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Thursday, Sep 20 2012 11:00 PM

BRIK McDILL: Let's cool it and remember: Every culture has its zealots

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    Brik McDill

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As Horace Walpole once quipped, "Life is a tragedy to those who feel and a comedy to those who think." So I'm not sure whether to be saddened, outraged or amused over the news coverage of the Arab revolt over the Prophet Muhammad-bashing trailer released by a misguided criminal from Cerritos. As if the trailer were not bad enough, what has made matters worse is the news media's handling of it.

Tempers flared (not surprising as a first reaction), but then news media and campaign rhetoric disgrace quickly followed. Both media and Republican guns blindly fired volleys of inaccurate criticism. Sunday morning news program hosts went wild with false facts and theories about the who, the what and the why of the events unfolding across the globe.

Don't the news media still have a journalistic duty to report confirmed, verified and doubly sourced information? Or can they now run willy-nilly to the cameras with mere scraps and shards of info soon to be revealed as erroneous? Oops, my bad. And on they go with no professional or career repercussions. Remember when Dan Rather was summarily and ignominiously sacked for his alleged misreporting on George W. Bush and his abandoned National Guard obligations? All it took was the allegation itself to wreck his career for a decade and more.

So why do Sunday morning talk-show hosts and talking heads get a pass for reckless and wild speculation and accusation? Where are the adults who can tell the media to slow it down until the data's in and the unfolding story begins to more fully tell itself, bit by painful bit. Ah, yes, the scramble to get the scoop, then the mad dash for the cameras.

And what about politicians going hyperbolic on camera with one unfounded assertion after another? Have they, too, no shame for whipping emotion into a frenzy over what's soon to be seen as vastly different from what they tried earlier to sell as gospel truth, so help me God. Please, where's the legislative leader who, with calm compose, tells his hysterical peers and constituents to hold their fire until the story is more fully known and can be more factually told.

And, have we consumers of the news so completely lost our critical thinking skills that we allow ourselves to be whipped into hysteria by "this just in" breaking news? Yes, I know, it's all about ratings. But c'mon, isn't factual accuracy more important than ratings primacy? Maybe not.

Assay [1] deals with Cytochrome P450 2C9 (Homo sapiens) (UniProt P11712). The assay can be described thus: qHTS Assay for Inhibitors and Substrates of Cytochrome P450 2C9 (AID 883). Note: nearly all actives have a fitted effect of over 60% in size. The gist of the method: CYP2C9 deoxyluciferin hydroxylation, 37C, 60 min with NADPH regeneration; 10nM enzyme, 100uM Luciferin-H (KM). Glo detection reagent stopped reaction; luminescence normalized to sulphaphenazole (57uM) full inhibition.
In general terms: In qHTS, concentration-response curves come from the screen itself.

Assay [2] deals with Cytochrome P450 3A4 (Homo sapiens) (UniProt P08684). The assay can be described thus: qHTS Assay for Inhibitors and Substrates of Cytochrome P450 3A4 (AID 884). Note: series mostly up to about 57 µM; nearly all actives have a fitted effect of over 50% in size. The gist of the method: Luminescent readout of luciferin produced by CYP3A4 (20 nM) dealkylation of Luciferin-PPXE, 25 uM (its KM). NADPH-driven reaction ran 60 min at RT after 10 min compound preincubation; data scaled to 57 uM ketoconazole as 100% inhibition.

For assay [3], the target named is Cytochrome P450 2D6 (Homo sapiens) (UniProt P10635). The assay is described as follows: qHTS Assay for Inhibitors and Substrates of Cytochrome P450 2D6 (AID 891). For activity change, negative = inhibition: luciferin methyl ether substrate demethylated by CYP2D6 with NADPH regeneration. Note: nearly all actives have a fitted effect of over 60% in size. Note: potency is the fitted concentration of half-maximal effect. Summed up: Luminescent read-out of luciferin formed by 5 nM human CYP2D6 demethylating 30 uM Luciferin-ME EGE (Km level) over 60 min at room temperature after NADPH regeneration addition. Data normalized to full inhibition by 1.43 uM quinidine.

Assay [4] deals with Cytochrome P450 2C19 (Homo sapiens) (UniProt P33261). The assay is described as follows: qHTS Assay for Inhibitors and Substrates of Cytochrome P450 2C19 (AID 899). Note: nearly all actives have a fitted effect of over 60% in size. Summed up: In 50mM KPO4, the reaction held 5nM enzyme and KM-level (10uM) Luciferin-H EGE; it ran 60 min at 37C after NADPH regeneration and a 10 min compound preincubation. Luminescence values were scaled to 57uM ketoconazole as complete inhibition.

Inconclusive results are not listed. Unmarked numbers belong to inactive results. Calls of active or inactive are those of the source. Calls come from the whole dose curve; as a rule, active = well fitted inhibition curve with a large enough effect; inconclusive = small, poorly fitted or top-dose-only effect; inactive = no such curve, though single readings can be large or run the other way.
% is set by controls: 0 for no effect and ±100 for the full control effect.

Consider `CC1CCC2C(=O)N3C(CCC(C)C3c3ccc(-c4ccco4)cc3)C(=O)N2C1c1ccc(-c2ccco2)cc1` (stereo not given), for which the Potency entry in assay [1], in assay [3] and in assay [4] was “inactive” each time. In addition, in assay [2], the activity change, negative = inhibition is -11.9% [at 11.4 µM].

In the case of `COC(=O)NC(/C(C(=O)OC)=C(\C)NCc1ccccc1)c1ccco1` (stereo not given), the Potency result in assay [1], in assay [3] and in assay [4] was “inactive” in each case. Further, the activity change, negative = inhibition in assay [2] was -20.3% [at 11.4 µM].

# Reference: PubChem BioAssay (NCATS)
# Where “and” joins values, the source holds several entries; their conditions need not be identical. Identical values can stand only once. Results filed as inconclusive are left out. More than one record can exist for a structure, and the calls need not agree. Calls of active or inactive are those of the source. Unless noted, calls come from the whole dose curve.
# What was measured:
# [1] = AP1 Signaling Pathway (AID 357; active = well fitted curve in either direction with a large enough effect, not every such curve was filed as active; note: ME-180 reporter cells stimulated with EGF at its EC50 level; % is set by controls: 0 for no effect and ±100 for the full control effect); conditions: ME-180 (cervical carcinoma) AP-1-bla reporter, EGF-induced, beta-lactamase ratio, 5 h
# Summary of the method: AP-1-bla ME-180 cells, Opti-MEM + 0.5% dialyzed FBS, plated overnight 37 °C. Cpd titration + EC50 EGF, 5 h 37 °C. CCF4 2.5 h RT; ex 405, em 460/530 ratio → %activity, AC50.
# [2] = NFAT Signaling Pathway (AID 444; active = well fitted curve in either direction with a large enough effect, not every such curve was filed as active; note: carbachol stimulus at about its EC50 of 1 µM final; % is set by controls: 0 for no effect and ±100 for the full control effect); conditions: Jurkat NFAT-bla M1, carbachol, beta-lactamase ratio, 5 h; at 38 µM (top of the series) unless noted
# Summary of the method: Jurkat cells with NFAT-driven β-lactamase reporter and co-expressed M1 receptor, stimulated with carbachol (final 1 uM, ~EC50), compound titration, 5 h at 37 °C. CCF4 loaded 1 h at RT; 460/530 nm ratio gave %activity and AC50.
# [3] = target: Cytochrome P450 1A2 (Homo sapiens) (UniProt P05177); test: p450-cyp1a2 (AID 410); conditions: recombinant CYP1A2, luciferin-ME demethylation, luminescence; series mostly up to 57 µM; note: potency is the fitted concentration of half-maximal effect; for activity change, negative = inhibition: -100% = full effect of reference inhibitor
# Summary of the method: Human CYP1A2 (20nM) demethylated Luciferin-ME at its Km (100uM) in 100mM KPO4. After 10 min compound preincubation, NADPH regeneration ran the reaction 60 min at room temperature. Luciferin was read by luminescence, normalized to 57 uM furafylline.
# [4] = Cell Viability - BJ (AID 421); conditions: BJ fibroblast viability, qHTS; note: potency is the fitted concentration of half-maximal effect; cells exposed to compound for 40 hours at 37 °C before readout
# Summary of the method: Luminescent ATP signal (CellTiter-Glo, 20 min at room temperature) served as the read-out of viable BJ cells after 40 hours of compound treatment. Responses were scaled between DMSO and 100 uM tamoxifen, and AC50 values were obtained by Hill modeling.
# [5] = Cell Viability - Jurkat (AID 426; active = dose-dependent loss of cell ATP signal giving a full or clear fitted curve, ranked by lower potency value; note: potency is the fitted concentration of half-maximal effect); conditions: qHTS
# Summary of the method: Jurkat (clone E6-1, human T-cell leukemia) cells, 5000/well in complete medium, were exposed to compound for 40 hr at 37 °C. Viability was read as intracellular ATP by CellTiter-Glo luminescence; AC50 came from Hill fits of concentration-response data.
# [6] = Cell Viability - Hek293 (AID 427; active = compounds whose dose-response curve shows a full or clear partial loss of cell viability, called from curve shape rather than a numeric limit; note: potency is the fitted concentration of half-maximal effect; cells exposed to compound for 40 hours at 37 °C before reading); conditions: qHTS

Let's all slow things down, cool our jets. Let's all let more thoughtful heads prevail (including ours). There's nothing to gain by rushing hair-on-fire to judgment and lots to lose with the stakes as high as they are with the present case. Except for the Cold War, which ended with the 1991 breakup of the Soviet Union, the world has not been in such a tender balance as now. With what the Internet can do to foment uprisings across the globe, we need to judiciously respond to eruptions, dividing the truly serious from those driven by mere fanatics or fringe groups. There are uprisings and there are uprisings. Some portend more menacing approaching dangers. Some are but a global case of the sniffles.

The recent losses of life are painful to be sure, and our hearts break for their families and loved ones, but they are not about government against government. Let's not make them that by what we read into them. Samuel Huntington wrote extensively about the "clash of civilizations," and with the aid of the Internet, cellphones and flash mobs, we're seeing one face of it. There's a fanatic fringe out there that's a real and vocal part of every civilization, including ours. Let's keep in mind the present case along with Timothy McVeigh and the protesters who stake out abortion clinics and kill doctors as examples of how we, too, have our zealots.

We'll probably be seeing more and more of this behavior. Let's not make these eruptions more than they are. All together now, let's take a deep, slow breath.

Brik McDill, Ph.D., of Tehachapi has spent 40 years in private practice in clinical and forensic psychology. Community Voices is an expanded commentary of 650 to 700 words.

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